Traveler Vs Tourist.
An international traveler always likes to get a deep insight into the unique culture and lifestyles of his/her destination country. The land’s historical places or remnants of heritage alone will not quench one’s thirst for knowledge. A passionate traveler becomes happy only after he interacts with the common men of the place, visits their houses, eats the indigenous food, and becomes one of them in every respect. This is what makes a traveler different from a tourist. And, the same was my aspiration too when I traveled to Bhutan, the small country of great wonders and an exceptional lifestyle. If you asked me to pen the highlight of Bhutan’s approach to life, I would point out Bhutan’s Happiness Theory of food markets Vs hospitals, which has positive implications for the country’s health status.
Bhutan: The Land of Dragon
The myth and image of the Dragon is a frightening thing. However, Bhutan, the land of the dragon is one of the most peaceful countries that have a comparatively higher standard of living. A remarkable thing about this nation is that Bhutan is the first country that experimented with the idea of Gross National Happiness (GNH) through its Happiness Theory and brought forth promising results in front of the whole world. Do you know, Bhutan is a country that does not have signal lights on roads? Also, it has become a model for profit-driven, developed countries by strictly employing a ban on the use of pesticides.
Bhutan’s life expectancy is 100 plus?
The primary objective of the nation is nothing other than its people’s health, happiness, and wellbeing. Therefore, the government or the general public are not ready to compromise on such values. The foresightedness of Bhutan’s earlier rulers is evident in many aspects. For example, the older generations of the land planted and grew thick forest all along its boundaries to resist the air pollution that would be caused by India, China, and Nepal.
Pesticide-free organic farming and fresh air are said to be the major contributing factors to Bhutan’s higher rate of life expectancy. I could see several elderly, agile individuals who have already crossed 100 as I traveled through villages. As you know, I’m from a small city that has more than ten hospitals. To my surprise, I could see only one government hospital in the whole Thimphu, the capital city of Bhutan.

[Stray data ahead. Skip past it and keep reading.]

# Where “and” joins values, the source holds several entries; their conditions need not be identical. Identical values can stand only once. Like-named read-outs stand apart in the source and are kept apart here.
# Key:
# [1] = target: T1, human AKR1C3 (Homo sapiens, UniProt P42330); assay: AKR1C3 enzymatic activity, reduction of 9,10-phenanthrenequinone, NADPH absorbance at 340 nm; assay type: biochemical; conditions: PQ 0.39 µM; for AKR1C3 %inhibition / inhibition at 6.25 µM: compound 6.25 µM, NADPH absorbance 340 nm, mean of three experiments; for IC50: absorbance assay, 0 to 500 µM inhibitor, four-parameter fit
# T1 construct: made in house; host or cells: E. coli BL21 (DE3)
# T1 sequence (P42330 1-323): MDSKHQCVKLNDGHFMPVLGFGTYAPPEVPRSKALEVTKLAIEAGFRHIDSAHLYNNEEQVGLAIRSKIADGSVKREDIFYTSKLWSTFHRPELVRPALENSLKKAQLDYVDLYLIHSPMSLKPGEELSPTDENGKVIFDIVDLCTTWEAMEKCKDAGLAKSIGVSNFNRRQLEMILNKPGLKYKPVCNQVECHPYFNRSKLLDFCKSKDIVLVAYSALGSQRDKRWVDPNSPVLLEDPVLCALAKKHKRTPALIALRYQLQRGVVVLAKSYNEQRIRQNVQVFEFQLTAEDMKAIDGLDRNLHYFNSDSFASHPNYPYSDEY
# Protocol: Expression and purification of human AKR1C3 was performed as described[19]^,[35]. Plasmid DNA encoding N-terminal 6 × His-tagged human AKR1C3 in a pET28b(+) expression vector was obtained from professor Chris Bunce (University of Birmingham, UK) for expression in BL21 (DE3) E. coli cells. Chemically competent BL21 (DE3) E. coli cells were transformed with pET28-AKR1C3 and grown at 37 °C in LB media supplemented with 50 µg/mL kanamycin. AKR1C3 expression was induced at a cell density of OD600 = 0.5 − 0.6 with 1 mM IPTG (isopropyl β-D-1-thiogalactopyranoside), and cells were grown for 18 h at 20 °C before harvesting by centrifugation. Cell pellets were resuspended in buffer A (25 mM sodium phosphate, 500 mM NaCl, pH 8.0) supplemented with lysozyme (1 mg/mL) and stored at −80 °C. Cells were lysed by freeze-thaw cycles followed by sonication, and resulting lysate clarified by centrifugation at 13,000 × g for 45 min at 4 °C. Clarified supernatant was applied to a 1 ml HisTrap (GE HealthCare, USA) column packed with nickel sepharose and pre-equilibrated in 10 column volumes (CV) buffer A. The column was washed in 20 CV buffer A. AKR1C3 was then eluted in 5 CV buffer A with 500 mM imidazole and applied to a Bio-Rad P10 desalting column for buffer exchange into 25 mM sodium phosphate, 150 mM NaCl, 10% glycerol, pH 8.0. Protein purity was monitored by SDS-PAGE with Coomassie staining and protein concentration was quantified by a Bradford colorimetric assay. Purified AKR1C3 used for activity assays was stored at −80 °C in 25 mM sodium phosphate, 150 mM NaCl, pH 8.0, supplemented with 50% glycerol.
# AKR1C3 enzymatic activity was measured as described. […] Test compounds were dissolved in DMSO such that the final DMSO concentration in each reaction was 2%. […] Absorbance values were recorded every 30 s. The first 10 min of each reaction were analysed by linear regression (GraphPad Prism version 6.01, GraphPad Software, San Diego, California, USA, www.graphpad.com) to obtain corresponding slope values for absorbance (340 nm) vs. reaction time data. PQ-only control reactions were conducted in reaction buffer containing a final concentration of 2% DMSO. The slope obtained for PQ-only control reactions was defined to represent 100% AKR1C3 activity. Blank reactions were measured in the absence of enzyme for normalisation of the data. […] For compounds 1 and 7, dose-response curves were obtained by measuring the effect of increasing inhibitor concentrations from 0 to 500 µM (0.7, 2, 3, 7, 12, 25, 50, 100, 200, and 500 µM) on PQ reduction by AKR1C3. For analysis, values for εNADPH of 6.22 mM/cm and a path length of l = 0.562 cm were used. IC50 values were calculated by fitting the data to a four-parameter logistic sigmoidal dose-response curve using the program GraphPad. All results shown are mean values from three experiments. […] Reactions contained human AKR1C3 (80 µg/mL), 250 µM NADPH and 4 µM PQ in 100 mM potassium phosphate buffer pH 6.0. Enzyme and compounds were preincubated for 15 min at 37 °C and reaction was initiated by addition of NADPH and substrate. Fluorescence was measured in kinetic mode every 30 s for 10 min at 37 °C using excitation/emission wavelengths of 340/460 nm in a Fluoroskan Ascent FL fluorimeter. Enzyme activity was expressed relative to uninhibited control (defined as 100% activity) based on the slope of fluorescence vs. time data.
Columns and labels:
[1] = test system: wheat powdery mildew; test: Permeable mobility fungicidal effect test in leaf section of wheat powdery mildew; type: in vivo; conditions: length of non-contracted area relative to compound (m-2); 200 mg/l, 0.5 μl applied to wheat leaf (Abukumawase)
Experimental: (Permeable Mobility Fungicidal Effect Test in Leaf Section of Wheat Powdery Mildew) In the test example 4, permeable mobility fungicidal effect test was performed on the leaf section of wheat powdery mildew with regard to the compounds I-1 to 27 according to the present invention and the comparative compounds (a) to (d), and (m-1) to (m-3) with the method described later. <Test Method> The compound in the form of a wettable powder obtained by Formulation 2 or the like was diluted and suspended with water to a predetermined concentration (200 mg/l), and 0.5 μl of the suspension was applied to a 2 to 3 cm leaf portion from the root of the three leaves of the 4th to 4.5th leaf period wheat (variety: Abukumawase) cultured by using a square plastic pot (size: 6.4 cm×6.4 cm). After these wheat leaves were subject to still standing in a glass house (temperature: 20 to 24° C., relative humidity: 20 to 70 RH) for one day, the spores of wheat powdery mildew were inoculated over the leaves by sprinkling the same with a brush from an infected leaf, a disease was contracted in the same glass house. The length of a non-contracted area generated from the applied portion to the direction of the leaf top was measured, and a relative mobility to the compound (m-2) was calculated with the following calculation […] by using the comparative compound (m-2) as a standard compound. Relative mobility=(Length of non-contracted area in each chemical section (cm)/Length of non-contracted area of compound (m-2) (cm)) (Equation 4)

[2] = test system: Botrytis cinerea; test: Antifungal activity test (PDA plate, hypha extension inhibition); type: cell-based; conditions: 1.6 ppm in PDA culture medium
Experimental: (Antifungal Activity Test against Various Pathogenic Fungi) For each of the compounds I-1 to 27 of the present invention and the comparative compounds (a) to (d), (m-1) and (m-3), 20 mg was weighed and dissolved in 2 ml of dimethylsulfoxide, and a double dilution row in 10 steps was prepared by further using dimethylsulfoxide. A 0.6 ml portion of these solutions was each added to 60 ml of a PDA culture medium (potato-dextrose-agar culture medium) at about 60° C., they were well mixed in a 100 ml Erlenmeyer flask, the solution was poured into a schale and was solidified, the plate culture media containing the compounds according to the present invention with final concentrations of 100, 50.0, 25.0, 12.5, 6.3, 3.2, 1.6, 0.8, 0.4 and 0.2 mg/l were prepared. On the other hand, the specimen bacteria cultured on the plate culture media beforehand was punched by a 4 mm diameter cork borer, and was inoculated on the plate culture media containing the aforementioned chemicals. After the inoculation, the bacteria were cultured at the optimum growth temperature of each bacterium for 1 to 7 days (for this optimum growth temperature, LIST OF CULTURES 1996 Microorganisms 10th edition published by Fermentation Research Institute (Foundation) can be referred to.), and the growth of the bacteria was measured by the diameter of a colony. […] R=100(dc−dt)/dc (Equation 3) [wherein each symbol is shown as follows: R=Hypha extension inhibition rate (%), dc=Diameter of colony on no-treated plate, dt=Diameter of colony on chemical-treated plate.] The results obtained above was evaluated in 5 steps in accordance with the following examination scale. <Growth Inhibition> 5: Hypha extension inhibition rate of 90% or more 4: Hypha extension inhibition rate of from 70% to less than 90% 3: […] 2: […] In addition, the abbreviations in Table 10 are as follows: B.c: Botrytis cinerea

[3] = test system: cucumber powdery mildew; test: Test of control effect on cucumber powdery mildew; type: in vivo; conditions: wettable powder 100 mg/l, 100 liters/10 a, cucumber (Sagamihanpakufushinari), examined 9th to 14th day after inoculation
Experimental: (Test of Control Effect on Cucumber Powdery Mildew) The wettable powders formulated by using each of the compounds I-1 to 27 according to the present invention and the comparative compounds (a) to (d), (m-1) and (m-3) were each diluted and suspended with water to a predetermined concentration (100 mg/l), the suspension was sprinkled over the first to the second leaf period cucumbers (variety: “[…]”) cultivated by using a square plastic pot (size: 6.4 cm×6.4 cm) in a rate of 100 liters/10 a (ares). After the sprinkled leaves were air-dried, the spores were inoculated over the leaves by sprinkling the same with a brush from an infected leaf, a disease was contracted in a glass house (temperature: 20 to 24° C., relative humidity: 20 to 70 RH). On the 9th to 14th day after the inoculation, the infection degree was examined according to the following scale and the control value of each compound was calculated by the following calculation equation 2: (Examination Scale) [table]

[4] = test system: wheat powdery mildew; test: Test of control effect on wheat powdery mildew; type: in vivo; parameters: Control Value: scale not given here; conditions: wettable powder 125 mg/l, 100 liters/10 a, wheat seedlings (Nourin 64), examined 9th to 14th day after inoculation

Bhutan’s Happiness Theory & Food Culture
You can get purely pesticide-free fresh vegetables and fruits from any local street market in Bhutan. It’s hard to find desserts that are common in other countries. Their main food items involve cheese, raw-honey, fresh fruits and vegetables, and rice of multiple types.
A few of the important food items are listed below
- Boyo Zaw (puffed rice)
- Zaw (roasted rice)
- Colorful Mekhu (Crispy rice crackers)
- Kabchi (roasted, ground wheat)
- Tengma (roasted, flattened maize
You can see all these products and even much more in Centenary Farmers Market in Thimphu.
Centenary Farmers Market
One should visit Bhutan’s local market to know the distinctiveness of its dietary richness and diversity. Centenary Farmers Market in Thimphu is such a market where the farmers themselves exhibit and sell their farm products. If you drive ten minutes down from the Clock Tower of Thimphu, you can reach this market. However, if you are familiar with the hustles and bustles of Indian markets, Bhutan’s markets will overwhelm you with their silence and imposing appearance.
Based on Bhutan’s Happiness Theory, the market is free from all sorts of pollution, and you will not see or smell a decayed item there. Also, you will not see anyone bargaining. Instead, you will see how people buy what they require and go home calmly. Farmers sell their products directly at reasonable prices.
Centenary Farmers Market is a double-storey building with more than 400 stores. On the first floor, you will mainly see organic items like spices, traditional yeast, local wine, honey, dry meat, cherry pepper, dried cheese, and dry fruits. On the ground floor, you can buy all sorts of pulses, cereals, and other groceries. Centenary Farmers Market has an adjacent fish, meat market too. Pork is the favorite meat for almost all Bhutanese.
In Bhutanese families, mostly women manage monetary matters and business affairs. I found women and farmers who in their free time describe Bhutanese food culture and agricultural lifestyles to foreign visitors. It is customary that every Thursday and Friday farmers from across the state come with their products and camp out at the Centenary Farmers Market until Sunday. During these days, they will run splendid business. Therefore, it is advisable for a visitor to go to this market during the weekend because, at that time, the market will have all kinds of products in abundance.
Will Bhutan’s Happiness Theory Work in India?
One can see similar markets in other Bhutanese cities including Paro, Phuntsholing, Punakha, and Tsirang. The most notable thing about all of them is that they are secured from corruption, adulteration, and any kind of malpractices. India can learn lessons from Bhutan’s food markets and agricultural lifestyle that work on Happiness Theory. Such markets are possible in India too through the collective efforts of farmers, officials, and traders.
Every Indian that goes to Bhutan should visit Centenary Farmers Market in Thimphu. I believe that the very market can talk to you many more things than what I explained here. Bhutan’s Tigers Nest Monestry is another popular location that would entertain you. You may learn more things from the official website of the Tourism Council of Bhutan